A 6-foot-9 behemoth who weighs roughly 315 pounds, Brown looks even more like a WWE Superstar than he does an NFL player. He brings an insane frame to the table, as well as pretty long arms that should allow him to stay at tackle going forward. He showcases an extensive knowledge of hand usage on tape, as he has very good placement when landing his strikes and has shown that he can constantly fight to get inside leverage. Brown is a polished athlete for his size, as he has good coordination and can change direction pretty well in space. That’s not to mention his upper-body strength, which he proved at the Senior Bowl can help him maul just about any defender, let alone FCS competition.
As is the case with numerous tall offensive linemen, Brown struggles with sinking his hips and keeping his pads low. His lower-body flexibility isn’t necessarily ideal, and he doesn’t get the most out of his anchor strength as a result. He may require some polishing before he can crack an NFL starting lineup, but if the Bears are willing to wait a year, they could have the chance to feature a monster along their offensive line in the near future.
Calvin Ashley, OT, Florida A&M
If the Bears want a truly under-the-radar offensive line target this year, Calvin Ashley could be a player worth considering.
A former five-star recruit at Auburn, Ashley certainly looks the part of an NFL offensive lineman. Listed at 6-foot-7 and 335 pounds, he is a massive lineman with extensive reach and plenty of raw bulk in his frame. He packs a powerful punch and has the grip strength needed to control a defender’s momentum and seal off lanes in the run game. He plays with a nasty edge to his game, showing off the ability to pummel defenders into the dirt. Ashley is a fairly coordinated tackle who moves with good cadence in pass protection and is measured in his movements as both a run and pass blocker.
Ashley’s path to getting drafted could be a difficult one. He didn’t play in 2020 with the postponing of his team’s season, and he has just eight collegiate starts to his name: seven in 2019 for Florida A&M and one for Auburn in 2018. He also lacks top-notch mobility for an offensive tackle and has pretty stiff hips, which limits his ability to get low at the point of contact. Ashley may be too much of a question mark to warrant investing much more than a flier seventh-round pick in, but the physical talent he has could make him an intriguing developmental target for the Bears.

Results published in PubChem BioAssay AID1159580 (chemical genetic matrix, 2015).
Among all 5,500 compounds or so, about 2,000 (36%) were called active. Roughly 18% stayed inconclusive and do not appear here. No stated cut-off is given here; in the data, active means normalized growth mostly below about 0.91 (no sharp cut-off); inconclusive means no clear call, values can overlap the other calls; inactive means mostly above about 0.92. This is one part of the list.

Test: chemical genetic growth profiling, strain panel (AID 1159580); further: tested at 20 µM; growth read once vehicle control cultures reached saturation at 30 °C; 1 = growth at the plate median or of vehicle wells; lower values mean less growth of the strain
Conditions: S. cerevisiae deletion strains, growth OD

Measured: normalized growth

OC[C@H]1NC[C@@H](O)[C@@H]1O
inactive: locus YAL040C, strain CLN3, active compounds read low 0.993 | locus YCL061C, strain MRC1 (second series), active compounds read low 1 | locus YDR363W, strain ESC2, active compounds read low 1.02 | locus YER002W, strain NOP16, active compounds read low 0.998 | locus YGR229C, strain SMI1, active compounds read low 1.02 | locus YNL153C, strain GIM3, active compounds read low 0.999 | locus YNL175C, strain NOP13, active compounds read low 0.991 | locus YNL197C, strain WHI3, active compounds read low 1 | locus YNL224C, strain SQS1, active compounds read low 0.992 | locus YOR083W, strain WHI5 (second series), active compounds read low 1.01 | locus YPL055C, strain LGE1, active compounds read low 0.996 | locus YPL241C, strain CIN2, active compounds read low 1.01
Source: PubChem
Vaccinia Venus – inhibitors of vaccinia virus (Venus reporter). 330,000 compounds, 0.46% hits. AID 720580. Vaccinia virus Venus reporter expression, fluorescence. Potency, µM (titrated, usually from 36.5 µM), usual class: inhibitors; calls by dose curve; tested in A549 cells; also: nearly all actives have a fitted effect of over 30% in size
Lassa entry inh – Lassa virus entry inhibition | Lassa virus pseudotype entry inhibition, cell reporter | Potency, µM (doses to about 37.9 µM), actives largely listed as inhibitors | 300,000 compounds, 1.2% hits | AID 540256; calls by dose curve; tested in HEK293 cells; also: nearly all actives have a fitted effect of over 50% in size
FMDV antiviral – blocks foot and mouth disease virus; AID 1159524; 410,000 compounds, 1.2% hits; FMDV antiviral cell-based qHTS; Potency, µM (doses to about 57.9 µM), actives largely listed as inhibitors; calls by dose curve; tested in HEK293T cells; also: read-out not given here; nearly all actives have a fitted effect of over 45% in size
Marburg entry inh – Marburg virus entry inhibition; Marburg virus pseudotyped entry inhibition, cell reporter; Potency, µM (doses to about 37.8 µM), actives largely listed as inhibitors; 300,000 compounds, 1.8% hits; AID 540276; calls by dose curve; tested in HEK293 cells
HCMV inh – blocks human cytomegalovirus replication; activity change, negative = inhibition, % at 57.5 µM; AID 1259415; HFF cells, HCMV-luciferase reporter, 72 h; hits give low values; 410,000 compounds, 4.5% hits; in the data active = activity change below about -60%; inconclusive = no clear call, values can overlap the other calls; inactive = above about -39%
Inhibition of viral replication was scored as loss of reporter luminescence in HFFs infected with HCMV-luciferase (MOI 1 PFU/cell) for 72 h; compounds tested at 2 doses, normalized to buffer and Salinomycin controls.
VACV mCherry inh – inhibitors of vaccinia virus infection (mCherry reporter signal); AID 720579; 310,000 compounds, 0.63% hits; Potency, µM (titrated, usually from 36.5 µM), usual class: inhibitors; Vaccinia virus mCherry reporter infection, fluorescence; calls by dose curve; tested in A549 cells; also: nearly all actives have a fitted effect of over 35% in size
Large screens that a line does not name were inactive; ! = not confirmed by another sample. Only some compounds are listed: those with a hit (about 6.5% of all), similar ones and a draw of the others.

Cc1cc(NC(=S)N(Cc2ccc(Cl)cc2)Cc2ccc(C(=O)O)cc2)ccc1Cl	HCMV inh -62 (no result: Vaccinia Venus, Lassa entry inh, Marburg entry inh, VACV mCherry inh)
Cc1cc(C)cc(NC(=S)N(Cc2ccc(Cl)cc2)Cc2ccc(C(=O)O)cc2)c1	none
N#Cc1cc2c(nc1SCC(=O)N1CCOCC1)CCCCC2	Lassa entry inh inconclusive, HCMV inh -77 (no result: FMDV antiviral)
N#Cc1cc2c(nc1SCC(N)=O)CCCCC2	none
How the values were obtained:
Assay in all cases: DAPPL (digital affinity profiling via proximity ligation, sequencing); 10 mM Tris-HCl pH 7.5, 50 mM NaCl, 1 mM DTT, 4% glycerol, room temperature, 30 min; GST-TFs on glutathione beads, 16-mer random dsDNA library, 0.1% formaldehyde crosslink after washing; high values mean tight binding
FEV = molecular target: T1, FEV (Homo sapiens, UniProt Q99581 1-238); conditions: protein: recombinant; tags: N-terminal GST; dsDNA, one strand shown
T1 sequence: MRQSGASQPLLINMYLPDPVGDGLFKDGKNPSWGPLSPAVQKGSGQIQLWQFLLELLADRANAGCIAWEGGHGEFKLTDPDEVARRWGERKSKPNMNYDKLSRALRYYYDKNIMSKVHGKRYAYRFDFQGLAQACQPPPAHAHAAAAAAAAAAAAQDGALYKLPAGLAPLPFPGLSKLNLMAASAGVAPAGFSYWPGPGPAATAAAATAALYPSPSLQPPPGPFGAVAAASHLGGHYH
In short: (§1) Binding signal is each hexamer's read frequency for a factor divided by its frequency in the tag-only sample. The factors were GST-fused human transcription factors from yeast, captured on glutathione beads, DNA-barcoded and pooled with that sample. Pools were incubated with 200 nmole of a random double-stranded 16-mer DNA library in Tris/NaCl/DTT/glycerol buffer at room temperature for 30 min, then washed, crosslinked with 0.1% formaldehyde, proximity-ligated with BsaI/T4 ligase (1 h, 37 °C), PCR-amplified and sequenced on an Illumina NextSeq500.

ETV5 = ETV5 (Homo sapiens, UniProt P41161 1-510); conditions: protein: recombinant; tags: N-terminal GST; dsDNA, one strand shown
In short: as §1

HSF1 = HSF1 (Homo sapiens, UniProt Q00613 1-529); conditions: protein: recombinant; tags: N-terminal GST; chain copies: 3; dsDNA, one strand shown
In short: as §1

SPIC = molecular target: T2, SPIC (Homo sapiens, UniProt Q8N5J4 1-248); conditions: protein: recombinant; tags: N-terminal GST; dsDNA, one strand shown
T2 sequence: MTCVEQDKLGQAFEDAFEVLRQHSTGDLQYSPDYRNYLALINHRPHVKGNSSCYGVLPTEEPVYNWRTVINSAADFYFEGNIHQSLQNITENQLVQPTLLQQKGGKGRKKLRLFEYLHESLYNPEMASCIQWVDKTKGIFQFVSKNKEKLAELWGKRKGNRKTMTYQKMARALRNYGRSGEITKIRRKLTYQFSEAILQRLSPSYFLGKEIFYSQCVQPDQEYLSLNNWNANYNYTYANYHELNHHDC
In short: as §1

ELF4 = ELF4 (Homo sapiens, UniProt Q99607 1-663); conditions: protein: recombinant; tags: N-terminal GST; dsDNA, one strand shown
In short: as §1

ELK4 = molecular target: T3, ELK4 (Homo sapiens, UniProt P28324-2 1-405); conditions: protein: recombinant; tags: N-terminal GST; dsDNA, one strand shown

Quinn Meinerz, OG, Wisconsin-Whitewater
Perhaps no player made themselves more money on Senior Bowl weekend than Quinn Meinerz.
While first catching attention for letting his gut hang out with a crop-top during practice, Meinerz soon proved that he was anything but a gimmick. A thickly-built interior blocker at about 6-foot-3 and 320 pounds, he packs plenty of raw strength in both his upper and lower body. He’s nasty at the point of attack and has impressive power in his jabs, and his anchor strength prevents defenders from pushing the pocket against him. Meinerz showcases an innate ability to demolish the opposition and drive them into the dirt. He’s also pretty intelligent, being able to pick up twists and exotic blitzes with relative ease.
Meinerz doesn’t exactly have the highest physical ceiling, as his arms are fairly short and he doesn’t have top-notch flexibility or agility in his lower half. That aside, though, he projects as a potential starter at the next level. Having taken reps at both guard and center at the Senior Bowl, his versatility and high motor could be intriguing to the Bears early on Day 3.
David Moore, OG, Grambling State
Another small-school standout in Mobile this year, David Moore also fits that stout, powerful mauler mold along the interior offensive line.